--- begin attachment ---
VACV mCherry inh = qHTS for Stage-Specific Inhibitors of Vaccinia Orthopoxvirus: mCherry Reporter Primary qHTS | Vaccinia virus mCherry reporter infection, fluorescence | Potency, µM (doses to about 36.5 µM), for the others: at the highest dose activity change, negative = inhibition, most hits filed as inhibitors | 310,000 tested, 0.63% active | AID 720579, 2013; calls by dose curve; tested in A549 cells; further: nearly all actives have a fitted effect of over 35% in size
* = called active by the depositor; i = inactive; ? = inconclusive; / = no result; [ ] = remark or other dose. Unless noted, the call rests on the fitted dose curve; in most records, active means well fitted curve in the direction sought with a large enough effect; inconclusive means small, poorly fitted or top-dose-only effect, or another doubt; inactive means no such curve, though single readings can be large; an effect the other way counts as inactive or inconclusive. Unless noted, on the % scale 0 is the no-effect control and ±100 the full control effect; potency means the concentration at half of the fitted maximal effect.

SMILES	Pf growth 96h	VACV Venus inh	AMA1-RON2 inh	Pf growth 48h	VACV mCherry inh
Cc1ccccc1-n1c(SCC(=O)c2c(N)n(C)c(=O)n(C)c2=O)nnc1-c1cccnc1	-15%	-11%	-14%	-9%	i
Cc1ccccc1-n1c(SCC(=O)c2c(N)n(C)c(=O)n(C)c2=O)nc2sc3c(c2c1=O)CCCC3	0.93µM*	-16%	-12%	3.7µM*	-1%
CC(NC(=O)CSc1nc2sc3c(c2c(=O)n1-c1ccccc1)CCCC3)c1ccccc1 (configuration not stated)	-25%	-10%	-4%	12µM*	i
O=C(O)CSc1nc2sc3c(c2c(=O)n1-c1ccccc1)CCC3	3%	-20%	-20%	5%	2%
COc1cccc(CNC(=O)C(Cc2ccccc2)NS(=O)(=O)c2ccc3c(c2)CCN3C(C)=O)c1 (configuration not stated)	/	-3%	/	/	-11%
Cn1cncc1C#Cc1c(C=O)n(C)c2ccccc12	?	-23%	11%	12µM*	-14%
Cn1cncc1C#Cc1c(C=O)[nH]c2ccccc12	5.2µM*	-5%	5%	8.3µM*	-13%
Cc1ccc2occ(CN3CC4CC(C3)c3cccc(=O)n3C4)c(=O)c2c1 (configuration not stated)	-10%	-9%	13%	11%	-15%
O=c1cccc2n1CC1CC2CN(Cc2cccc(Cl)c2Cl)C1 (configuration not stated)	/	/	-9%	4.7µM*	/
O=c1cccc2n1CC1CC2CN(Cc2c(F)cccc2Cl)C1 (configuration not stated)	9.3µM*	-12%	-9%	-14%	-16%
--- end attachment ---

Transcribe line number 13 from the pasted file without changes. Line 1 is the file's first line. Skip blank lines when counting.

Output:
O=c1cccc2n1CC1CC2CN(Cc2c(F)cccc2Cl)C1 (configuration not stated)	9.3µM*	-12%	-9%	-14%	-16%